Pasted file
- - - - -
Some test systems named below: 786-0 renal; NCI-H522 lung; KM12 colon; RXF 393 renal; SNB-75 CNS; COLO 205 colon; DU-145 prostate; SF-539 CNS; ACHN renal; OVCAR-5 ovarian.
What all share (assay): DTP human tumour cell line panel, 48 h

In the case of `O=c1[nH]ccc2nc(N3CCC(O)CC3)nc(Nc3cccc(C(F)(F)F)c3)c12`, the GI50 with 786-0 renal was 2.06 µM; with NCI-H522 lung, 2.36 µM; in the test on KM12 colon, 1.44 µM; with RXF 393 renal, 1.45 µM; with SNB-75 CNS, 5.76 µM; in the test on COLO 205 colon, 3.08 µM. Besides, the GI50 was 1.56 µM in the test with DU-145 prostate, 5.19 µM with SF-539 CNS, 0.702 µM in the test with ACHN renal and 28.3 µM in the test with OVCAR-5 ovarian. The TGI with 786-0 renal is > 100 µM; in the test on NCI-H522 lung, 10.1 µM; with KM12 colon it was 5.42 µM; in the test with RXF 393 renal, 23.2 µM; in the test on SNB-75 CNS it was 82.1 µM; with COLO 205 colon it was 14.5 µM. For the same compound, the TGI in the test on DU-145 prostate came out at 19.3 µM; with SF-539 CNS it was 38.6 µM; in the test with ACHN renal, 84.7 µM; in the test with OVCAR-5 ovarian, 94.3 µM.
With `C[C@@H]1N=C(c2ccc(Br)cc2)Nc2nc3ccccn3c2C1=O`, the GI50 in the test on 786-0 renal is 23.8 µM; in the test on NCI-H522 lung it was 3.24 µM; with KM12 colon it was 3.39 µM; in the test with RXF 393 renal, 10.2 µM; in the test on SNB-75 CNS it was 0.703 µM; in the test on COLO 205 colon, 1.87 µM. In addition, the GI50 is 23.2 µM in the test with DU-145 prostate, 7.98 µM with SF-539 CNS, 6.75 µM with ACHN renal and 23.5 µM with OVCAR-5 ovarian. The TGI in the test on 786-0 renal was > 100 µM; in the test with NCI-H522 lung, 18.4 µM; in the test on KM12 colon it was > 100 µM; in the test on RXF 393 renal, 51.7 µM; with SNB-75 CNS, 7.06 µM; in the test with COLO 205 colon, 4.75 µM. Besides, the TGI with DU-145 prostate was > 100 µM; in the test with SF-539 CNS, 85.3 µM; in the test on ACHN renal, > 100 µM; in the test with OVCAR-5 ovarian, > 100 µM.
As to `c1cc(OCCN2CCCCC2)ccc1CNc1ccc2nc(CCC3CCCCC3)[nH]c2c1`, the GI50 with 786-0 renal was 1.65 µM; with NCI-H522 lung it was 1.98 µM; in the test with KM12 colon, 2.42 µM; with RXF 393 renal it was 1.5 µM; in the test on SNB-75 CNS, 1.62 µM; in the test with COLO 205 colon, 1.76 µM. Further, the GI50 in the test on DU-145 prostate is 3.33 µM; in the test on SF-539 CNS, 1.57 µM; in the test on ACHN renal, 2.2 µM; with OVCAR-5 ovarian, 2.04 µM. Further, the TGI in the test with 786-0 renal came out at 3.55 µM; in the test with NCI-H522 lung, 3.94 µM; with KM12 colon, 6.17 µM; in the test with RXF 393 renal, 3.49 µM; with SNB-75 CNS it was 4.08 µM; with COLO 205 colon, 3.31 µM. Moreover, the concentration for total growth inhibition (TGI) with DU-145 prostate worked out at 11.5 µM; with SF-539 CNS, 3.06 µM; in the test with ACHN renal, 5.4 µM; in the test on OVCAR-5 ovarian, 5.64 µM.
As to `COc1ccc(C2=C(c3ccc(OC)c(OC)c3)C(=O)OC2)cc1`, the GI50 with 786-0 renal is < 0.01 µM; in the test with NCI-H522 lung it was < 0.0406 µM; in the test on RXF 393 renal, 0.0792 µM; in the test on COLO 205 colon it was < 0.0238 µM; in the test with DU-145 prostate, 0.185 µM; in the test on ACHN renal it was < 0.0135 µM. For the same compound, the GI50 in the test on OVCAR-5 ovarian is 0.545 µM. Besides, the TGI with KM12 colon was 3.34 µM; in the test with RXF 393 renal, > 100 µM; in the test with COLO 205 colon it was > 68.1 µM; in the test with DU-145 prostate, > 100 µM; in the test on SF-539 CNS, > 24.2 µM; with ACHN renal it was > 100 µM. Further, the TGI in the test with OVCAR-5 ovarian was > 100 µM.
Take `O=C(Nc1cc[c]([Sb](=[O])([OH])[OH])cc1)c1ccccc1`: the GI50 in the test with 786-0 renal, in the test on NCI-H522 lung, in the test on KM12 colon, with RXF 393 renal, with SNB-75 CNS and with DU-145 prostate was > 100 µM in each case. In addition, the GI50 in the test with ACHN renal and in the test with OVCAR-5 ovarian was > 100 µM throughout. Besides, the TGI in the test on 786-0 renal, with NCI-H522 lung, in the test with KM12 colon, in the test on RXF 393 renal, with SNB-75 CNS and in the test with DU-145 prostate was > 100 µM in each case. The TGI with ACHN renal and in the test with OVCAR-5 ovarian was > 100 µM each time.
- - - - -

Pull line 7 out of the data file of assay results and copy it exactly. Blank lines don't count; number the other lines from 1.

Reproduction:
Take `O=C(Nc1cc[c]([Sb](=[O])([OH])[OH])cc1)c1ccccc1`: the GI50 in the test with 786-0 renal, in the test on NCI-H522 lung, in the test on KM12 colon, with RXF 393 renal, with SNB-75 CNS and with DU-145 prostate was > 100 µM in each case. In addition, the GI50 in the test with ACHN renal and in the test with OVCAR-5 ovarian was > 100 µM throughout. Besides, the TGI in the test on 786-0 renal, with NCI-H522 lung, in the test with KM12 colon, in the test on RXF 393 renal, with SNB-75 CNS and in the test with DU-145 prostate was > 100 µM in each case. The TGI with ACHN renal and in the test with OVCAR-5 ovarian was > 100 µM each time.